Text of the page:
When did you first think you would be an artist?

I don’t recall a specific time or moment. Over the years I gradually felt I was one. It was obvious early on that I was not going to be a mathematician …

If you could do anything else but make art, what would it be?

Probably something related to art history. Then again running a vineyard could be fun too.

"Little Miss Flint" ("Conversation with Teddy Abrams" Series) by David Iacovazzi-Pau, 12x8.5in, Ink drawing and inkjet on paper (2016)—5999 ink lines representing the amount of children that were affected by lead in Flint's tap water.

"Little Miss Flint" ("Conversation with Teddy Abrams" Series) by David Iacovazzi-Pau, 12x8.5in, Ink drawing and inkjet on paper (2016)—5999 ink lines representing the amount of children that were affected by lead in Flint's tap water.

What frightens you the most?

Crowd manipulation, albeit interesting, is frightening. I also have a phobia of reptiles, especially snakes. 

What is your favorite music to listen to when making art?

That varies, a lot of jazz and classical. Sometimes I turn on the French news for a while. And sometimes silence seems to be my preference.

Favorite movie?

A Pure Formality by Giuseppe Tornatore, starring Roman Polanski and Gérard Depardieu.

What are you reading right now?

“Portraits by Ingres: Image of an Epoch", and the Philip Guston Retrospective (2003) catalogue.

"Self Portrait with Maya (in the studio)" by David Iacovazzi-Pau, 30x24in, oil on paper (2016)

"Self Portrait with Maya (in the studio)" by David Iacovazzi-Pau, 30x24in, oil on paper (2016)

If you were given a $100,000 what would do with it?

I'll let you know when I get the $100,000.

What advice would you give a young artist just out of college?

I would encourage them to see as much artwork as they can whether it's in museums, galleries, or studios. Contemporary art as well as historical are fabulous sources of inspiration. Also, don't worry about fitting in, paint for yourself and make artwork that excites you.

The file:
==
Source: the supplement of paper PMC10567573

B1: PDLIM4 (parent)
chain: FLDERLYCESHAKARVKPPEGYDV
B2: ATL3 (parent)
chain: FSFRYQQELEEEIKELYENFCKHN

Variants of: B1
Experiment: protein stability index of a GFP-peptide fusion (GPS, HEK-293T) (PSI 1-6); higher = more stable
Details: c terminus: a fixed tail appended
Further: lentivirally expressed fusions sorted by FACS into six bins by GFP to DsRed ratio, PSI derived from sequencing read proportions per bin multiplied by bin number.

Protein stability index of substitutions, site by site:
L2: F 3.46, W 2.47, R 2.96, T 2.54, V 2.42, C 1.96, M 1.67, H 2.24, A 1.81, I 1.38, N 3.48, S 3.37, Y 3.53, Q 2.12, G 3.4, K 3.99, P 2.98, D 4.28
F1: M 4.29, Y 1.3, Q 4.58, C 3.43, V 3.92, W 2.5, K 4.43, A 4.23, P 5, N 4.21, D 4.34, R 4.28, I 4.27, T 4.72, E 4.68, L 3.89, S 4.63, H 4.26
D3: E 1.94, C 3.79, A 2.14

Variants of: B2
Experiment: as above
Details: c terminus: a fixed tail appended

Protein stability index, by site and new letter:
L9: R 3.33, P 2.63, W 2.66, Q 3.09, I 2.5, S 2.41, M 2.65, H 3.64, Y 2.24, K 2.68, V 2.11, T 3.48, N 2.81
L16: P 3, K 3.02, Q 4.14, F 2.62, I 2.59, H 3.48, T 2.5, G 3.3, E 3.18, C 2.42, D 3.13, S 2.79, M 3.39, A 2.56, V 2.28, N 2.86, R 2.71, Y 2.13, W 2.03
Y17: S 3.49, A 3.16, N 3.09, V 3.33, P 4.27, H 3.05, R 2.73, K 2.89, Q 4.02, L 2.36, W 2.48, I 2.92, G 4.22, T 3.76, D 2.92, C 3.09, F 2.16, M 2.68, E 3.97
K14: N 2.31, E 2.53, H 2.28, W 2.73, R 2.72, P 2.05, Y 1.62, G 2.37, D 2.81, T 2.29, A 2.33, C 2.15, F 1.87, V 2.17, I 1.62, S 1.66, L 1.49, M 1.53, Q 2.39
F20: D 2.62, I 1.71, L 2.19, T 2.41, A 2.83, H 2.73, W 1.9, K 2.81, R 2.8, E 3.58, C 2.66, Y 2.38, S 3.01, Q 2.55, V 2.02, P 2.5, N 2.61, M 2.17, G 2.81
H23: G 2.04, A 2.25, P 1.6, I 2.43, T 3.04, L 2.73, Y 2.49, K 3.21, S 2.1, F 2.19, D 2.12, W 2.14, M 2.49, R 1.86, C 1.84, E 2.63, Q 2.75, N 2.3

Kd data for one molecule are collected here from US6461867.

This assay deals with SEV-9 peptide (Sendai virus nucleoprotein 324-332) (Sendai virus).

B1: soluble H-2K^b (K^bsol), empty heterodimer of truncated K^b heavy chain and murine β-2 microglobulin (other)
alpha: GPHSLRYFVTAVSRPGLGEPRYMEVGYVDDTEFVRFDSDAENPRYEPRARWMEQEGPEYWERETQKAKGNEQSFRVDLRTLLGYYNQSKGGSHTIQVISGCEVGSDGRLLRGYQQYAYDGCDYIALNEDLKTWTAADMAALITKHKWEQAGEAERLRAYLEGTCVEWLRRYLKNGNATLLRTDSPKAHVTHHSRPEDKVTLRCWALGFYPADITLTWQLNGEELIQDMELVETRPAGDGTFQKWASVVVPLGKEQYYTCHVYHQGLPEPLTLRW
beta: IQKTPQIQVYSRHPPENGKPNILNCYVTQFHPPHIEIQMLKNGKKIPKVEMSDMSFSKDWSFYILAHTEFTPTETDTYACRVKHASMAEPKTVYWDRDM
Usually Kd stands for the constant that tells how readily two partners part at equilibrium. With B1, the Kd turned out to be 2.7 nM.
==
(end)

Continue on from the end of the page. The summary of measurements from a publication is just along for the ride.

What does art mean to you?

Art means different things to me. I was lucky to be encouraged to draw and paint from a young age, so it has become a way of life. As an artist I’m working within my own means and in the process there's self-doubt, frustrations and disappointment but in spite of it all, I enjoy working things out in a painting. It gives me a sense of freedom and purpose when I'm engaged with it.

"Teddy #2" ("Conversation with Teddy Abrams" Series) by David Iacovazzi-Pau, 24x18in, graphite on paper (2016)

"Teddy #2" ("Conversation with Teddy Abrams" Series) by David Iacovazzi-Pau, 24x18in, graphite on paper (2016)

If you could have a talent that you currently don't already have what would it be and why?

Having the skills to be an eloquent orator would be my first choice. It makes things a lot easier if you are able to articulate your thoughts well. 

How do you feel about the local art scene in Louisville? Would you change anything about it?

The amount of local artists is increasing and they are good. The problem is that there are just not enough buyers to sustain it. Galleries will close and artists will continue to struggle (nothing new here) but also move away as long as we don't see any changes. People need to be educated about the value of art. They will then in turn invest in the local visual art scene. 

A photo from David's studio (2016)

A photo from David's studio (2016)

Has your style changed or evolved over the years? If so what do you think influenced this?

Yes, it did. Probably because of being exposed to different styles and new artists. Also, making mistakes can take you to uncharted territories; you can learn and grow from it. I like to think that I did. But I think progress and change mainly comes from working. Chuck Close has a great quote, "Inspiration is for amateurs, the rest of us just show up and get to work."

What do you feel is your greatest flaw? 

I tend to obsess over things and I can be stubborn, that's the Breton in me.

Name: David Iacovazzi-Pau
Hometown: Grand Duchy of Luxembourg
Age: 37
Education: Centre Académique des Arts in Luxembourg and Indiana University Southeast
Website: http://www.davidiacovazzipau.com/
Gallery Representative: Swanson Contemporary Gallery

"Teddy #3" ("Conversation with Teddy Abrams" Series) by David Iacovazzi-Pau, 24x18in, oil on paper (2016)

"Teddy #3" ("Conversation with Teddy Abrams" Series) by David Iacovazzi-Pau, 24x18in, oil on paper (2016)

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Written by Keith Waits. Entire contents copyright © 2016 Louisville Visual Art. All rights reserved.

Please contact    josh@louisvillevisualart.org    for further information on advertising through Artebella.

Please contact josh@louisvillevisualart.org for further information on advertising through Artebella.

Painting, Photography, Drawing